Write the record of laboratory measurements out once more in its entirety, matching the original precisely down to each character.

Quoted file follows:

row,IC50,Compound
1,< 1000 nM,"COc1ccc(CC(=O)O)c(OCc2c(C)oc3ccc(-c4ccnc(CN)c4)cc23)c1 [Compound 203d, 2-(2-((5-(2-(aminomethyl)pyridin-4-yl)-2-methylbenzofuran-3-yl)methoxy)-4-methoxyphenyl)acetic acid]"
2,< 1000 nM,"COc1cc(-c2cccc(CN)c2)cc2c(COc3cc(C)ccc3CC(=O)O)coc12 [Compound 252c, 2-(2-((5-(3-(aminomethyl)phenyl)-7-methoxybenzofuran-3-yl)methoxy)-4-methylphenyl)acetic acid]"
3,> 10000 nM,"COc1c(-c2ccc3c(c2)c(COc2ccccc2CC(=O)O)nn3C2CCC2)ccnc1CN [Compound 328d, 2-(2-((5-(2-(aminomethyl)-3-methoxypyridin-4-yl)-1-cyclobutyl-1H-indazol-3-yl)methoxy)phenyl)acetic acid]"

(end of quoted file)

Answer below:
row,IC50,Compound
1,< 1000 nM,"COc1ccc(CC(=O)O)c(OCc2c(C)oc3ccc(-c4ccnc(CN)c4)cc23)c1 [Compound 203d, 2-(2-((5-(2-(aminomethyl)pyridin-4-yl)-2-methylbenzofuran-3-yl)methoxy)-4-methoxyphenyl)acetic acid]"
2,< 1000 nM,"COc1cc(-c2cccc(CN)c2)cc2c(COc3cc(C)ccc3CC(=O)O)coc12 [Compound 252c, 2-(2-((5-(3-(aminomethyl)phenyl)-7-methoxybenzofuran-3-yl)methoxy)-4-methylphenyl)acetic acid]"
3,> 10000 nM,"COc1c(-c2ccc3c(c2)c(COc2ccccc2CC(=O)O)nn3C2CCC2)ccnc1CN [Compound 328d, 2-(2-((5-(2-(aminomethyl)-3-methoxypyridin-4-yl)-1-cyclobutyl-1H-indazol-3-yl)methoxy)phenyl)acetic acid]"